Shale Shaker Screen api Size 60 mesh: 60 mesh, 250 Micron, 0.25 API range , 0.0098 Inches.
In an effort to better describe multilayered shaker screens, API issued API RP13. API is used to identify the largest solid that would pass through each screen (or the smallest solid captured by the screen); this is called D100. Solids smaller than D100 will pass though a D100 screen. Each screen manufacturer have its own D100 count (screen openings microns), but the micro court should among the same scope related a a certain API count. For example: D100: 137.5 ~165.0 equaled to API 100.
Shaker screen is the most important parts for shale shaker. Suitable screen size and reliable screen quality can greatly reduce drilling cost. And good design shale shaker can prolong lifetime of shaker screen.
Screen size usually indicated by mesh size or API size. Many clients wonder: what is difference of mesh size and API size? can they convert to each other?
Definition of mesh size:Mesh count is the number of opening per inch in directions perpendicular to each other and parallel to the screen wires. For example, a 40-mesh screen would have 40 openings per inch in one direction and 40 openings per inch in a perpendicular direction. In an effort to eliminate calling the screen a “40 by 40” screen, the common terminology resulted in calling the screen a 40-mesh.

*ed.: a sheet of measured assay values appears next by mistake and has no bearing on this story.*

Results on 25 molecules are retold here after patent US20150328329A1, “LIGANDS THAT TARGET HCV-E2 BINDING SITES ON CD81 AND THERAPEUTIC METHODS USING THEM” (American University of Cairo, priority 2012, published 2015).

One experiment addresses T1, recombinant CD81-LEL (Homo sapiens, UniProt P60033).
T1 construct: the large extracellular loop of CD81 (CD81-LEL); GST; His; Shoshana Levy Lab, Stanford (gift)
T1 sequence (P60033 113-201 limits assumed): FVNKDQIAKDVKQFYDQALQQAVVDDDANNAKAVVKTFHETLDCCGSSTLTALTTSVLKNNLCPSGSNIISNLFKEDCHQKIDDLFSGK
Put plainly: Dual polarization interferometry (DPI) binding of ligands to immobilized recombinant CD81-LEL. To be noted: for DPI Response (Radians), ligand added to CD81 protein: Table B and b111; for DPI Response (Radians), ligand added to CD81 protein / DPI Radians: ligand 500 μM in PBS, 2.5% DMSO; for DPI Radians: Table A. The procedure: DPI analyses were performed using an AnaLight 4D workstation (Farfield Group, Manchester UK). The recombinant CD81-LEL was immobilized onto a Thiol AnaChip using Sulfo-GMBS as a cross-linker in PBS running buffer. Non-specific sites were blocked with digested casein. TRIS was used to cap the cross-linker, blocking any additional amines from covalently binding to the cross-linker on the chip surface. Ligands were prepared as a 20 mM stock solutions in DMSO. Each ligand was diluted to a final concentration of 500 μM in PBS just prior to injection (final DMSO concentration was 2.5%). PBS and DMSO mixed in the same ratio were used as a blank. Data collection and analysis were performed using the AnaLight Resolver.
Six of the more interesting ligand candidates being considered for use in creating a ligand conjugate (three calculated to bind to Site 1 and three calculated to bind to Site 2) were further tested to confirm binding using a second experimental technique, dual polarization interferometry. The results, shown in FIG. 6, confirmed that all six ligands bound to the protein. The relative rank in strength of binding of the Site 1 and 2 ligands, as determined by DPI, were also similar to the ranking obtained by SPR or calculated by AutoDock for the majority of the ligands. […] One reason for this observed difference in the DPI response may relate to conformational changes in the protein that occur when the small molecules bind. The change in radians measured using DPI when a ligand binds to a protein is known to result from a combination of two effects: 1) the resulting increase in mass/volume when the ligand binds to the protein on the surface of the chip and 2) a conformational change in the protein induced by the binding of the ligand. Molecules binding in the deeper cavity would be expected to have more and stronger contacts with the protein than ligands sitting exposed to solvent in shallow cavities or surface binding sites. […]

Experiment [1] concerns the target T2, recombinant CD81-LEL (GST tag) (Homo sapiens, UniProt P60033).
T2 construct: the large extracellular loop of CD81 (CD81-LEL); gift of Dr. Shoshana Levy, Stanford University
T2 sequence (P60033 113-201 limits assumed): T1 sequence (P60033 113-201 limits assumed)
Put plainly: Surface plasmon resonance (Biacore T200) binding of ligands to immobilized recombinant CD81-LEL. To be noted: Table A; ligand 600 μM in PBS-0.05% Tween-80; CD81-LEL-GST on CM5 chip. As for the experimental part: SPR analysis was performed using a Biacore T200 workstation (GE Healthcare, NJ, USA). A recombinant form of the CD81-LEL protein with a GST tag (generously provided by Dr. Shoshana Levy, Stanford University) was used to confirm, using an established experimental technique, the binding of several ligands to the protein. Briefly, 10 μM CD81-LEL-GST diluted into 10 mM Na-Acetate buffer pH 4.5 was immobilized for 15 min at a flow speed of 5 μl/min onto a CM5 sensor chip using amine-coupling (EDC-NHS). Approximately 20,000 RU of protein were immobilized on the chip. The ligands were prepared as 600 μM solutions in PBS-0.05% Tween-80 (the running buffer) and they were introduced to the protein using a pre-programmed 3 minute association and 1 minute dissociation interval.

During the 1960’s, the throughput volume was increase by making rectangular openings. If the mesh count was 20 opeings in one direction and 40 openings in a perpendicular direction, the screen would be labeled a 20×40 mesh. The marketing ploy, however, was to label the screen with a letter and then the number 60. This implied to many that the screen was a 60-mesh screen.
Although this was not stated explicitly. Rig crews were happy because the “fine-mesh” screens could handle more flow than a normal square-mesh screen. After rectangular screens became common, shale shaker throughtput was increased again. by mounting one screen on top of another screen instead of using only a single layer, see figure.
This layering created even more of a description problem because the opening were now non-uniform and difficult to describe. In the sketch, one square mesh screen is shown superimposed over another square mesh screen. A variety of opening resulted that cannot be described by a single number. (Editor:Kosun Lily.Wang)
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